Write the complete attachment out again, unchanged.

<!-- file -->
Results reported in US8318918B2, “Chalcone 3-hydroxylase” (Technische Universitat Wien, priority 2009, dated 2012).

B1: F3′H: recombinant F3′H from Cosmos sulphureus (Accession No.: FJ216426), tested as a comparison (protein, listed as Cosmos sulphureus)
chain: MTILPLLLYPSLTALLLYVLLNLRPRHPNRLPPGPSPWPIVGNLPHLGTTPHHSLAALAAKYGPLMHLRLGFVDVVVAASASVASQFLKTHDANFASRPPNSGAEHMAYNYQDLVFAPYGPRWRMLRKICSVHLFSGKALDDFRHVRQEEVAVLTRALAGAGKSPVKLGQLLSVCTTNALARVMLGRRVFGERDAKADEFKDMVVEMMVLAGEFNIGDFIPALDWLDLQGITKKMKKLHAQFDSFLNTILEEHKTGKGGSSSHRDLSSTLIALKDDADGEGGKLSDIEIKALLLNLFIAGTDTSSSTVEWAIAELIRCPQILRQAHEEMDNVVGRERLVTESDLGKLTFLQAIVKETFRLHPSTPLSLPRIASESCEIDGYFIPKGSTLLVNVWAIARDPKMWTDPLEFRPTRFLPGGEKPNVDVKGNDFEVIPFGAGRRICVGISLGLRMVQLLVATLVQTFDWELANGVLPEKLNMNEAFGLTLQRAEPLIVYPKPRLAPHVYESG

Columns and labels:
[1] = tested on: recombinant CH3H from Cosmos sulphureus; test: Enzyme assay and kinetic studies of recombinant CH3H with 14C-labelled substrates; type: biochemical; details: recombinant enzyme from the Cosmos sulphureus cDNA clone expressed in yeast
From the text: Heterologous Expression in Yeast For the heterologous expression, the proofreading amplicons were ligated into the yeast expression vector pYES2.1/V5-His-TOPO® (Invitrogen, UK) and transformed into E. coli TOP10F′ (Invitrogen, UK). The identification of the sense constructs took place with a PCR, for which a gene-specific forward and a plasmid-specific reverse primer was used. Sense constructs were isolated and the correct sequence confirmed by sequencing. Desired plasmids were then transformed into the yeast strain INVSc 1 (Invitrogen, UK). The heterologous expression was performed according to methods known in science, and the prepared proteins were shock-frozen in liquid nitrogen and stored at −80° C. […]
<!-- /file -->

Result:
Results reported in US8318918B2, “Chalcone 3-hydroxylase” (Technische Universitat Wien, priority 2009, dated 2012).

B1: F3′H: recombinant F3′H from Cosmos sulphureus (Accession No.: FJ216426), tested as a comparison (protein, listed as Cosmos sulphureus)
chain: MTILPLLLYPSLTALLLYVLLNLRPRHPNRLPPGPSPWPIVGNLPHLGTTPHHSLAALAAKYGPLMHLRLGFVDVVVAASASVASQFLKTHDANFASRPPNSGAEHMAYNYQDLVFAPYGPRWRMLRKICSVHLFSGKALDDFRHVRQEEVAVLTRALAGAGKSPVKLGQLLSVCTTNALARVMLGRRVFGERDAKADEFKDMVVEMMVLAGEFNIGDFIPALDWLDLQGITKKMKKLHAQFDSFLNTILEEHKTGKGGSSSHRDLSSTLIALKDDADGEGGKLSDIEIKALLLNLFIAGTDTSSSTVEWAIAELIRCPQILRQAHEEMDNVVGRERLVTESDLGKLTFLQAIVKETFRLHPSTPLSLPRIASESCEIDGYFIPKGSTLLVNVWAIARDPKMWTDPLEFRPTRFLPGGEKPNVDVKGNDFEVIPFGAGRRICVGISLGLRMVQLLVATLVQTFDWELANGVLPEKLNMNEAFGLTLQRAEPLIVYPKPRLAPHVYESG

Columns and labels:
[1] = tested on: recombinant CH3H from Cosmos sulphureus; test: Enzyme assay and kinetic studies of recombinant CH3H with 14C-labelled substrates; type: biochemical; details: recombinant enzyme from the Cosmos sulphureus cDNA clone expressed in yeast
From the text: Heterologous Expression in Yeast For the heterologous expression, the proofreading amplicons were ligated into the yeast expression vector pYES2.1/V5-His-TOPO® (Invitrogen, UK) and transformed into E. coli TOP10F′ (Invitrogen, UK). The identification of the sense constructs took place with a PCR, for which a gene-specific forward and a plasmid-specific reverse primer was used. Sense constructs were isolated and the correct sequence confirmed by sequencing. Desired plasmids were then transformed into the yeast strain INVSc 1 (Invitrogen, UK). The heterologous expression was performed according to methods known in science, and the prepared proteins were shock-frozen in liquid nitrogen and stored at −80° C. […]